The initial insured property losses for extratropical cyclone “Dragi-Eberhard,” which hit the British Isles, and Western and Central Europe on March 9-10, 2019, are estimated at €740 million ($831.8 million), according to PERILS, the independent Zurich-based organization that provides industry-wide catastrophe insurance data.
PERILS also announced that extratropical cyclone “Bennet,” which mainly affected France, Germany and Switzerland on March 4, 2019, did not exceed its reporting threshold of €200 million ($224.8 million) and has therefore been categorized as a non-qualifying even for PERILS’ analysis.
The initial loss number for extratropical cyclone Dragi-Eberhard is based on loss data directly collected from affected insurers. In line with the PERILS reporting schedule, an updated estimate of the Dragi-Eberhard market loss will be made available on June 10, 2019, three months after the event end date.
The low-pressure systems associated with the event were named “Dragi” and “Eberhard” by the Free University of Berlin. Dragi was the weaker of the two systems and struck on March 9, 2019. It was immediately followed by Eberhard on March 10, which affected a similar area across the British Isles, France, the Benelux states, Germany and Switzerland. Given this fact, PERILS said, it is not possible in most instances to allocate specific insured losses to either named system and as a result the event loss figure combines losses from both events.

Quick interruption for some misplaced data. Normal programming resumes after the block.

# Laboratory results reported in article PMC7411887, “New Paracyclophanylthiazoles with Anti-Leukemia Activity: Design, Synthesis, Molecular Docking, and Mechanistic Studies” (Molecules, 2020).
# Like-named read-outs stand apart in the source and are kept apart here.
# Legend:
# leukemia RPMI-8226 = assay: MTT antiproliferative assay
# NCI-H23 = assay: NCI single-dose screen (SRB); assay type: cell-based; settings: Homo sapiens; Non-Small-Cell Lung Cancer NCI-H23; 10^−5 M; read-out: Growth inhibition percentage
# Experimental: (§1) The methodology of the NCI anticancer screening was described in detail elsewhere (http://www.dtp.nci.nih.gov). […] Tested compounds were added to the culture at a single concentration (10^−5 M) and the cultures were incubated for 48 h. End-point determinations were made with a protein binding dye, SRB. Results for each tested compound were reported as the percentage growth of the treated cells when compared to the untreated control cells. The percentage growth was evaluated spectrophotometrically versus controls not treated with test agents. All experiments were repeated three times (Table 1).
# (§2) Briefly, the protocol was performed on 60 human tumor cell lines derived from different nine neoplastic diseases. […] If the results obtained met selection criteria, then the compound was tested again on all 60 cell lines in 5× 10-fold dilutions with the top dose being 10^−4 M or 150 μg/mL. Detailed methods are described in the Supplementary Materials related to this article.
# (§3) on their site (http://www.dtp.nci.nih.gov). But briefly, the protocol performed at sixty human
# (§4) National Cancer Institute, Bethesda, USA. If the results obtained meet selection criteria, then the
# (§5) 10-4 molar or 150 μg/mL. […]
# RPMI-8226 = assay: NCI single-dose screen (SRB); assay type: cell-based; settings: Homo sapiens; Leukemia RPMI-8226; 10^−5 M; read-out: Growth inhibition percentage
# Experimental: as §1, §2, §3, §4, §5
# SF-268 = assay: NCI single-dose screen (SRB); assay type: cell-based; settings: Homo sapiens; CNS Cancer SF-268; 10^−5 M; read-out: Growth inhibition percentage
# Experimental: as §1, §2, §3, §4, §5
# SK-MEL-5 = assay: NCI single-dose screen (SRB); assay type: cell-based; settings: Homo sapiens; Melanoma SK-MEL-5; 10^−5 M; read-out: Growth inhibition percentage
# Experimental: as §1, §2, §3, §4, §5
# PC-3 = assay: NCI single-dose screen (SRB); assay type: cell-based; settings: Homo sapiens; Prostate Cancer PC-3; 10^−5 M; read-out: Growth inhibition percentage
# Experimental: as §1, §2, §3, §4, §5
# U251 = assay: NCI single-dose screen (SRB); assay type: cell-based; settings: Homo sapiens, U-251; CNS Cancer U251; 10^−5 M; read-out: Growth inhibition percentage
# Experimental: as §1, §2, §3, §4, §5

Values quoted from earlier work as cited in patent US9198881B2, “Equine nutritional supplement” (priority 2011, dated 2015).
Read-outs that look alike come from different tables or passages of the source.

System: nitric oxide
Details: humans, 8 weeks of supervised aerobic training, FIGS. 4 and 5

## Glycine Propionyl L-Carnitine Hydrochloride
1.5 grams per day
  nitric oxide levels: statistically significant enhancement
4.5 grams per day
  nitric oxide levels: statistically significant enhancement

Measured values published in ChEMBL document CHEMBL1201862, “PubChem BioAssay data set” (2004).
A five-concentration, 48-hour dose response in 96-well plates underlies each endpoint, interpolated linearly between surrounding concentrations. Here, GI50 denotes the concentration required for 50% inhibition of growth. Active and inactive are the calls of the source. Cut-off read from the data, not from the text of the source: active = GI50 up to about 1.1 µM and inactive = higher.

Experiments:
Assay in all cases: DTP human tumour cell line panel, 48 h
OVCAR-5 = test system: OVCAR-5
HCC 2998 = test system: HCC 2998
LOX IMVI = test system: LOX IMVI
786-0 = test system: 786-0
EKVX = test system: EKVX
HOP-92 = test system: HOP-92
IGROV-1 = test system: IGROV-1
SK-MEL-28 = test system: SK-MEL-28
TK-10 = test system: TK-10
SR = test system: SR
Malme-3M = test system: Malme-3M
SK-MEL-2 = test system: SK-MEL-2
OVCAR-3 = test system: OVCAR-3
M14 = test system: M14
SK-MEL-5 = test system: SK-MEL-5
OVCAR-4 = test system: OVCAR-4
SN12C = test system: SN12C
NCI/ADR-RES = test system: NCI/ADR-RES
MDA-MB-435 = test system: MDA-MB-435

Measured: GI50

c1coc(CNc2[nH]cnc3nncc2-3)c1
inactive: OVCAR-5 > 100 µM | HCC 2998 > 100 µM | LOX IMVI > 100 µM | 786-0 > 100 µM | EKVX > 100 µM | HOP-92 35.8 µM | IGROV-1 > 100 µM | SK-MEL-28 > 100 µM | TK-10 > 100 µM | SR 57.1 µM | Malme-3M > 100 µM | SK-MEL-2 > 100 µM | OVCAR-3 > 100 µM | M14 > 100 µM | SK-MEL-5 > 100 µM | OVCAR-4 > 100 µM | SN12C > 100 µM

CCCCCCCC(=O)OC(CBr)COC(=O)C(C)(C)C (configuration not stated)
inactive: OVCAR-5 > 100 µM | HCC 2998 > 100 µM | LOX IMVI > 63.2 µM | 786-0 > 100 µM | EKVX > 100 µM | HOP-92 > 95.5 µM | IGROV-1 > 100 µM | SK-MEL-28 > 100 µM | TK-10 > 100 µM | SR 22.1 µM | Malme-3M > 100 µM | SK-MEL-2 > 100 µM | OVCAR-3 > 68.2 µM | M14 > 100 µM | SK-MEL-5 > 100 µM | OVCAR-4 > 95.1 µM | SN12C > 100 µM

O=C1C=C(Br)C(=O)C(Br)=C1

The industry loss from Dragi-Eberhard was by far the largest in an otherwise benign 2018/2019 European winter storm season, said PERILS. For the majority of the individual affected countries, the event loss return period was however not unusual, with the exception of Belgium, where the loss level caused by Dragi-Eberhard is expected to be reached or exceeded once every 10 years.
In total, Dragi-Eberhard resulted in the deaths of three people – two in Germany and one in Belgium, said PERILS. The storm also affected the Czech Republic, Poland and Slovakia, but these countries are not covered by the PERILS loss survey.
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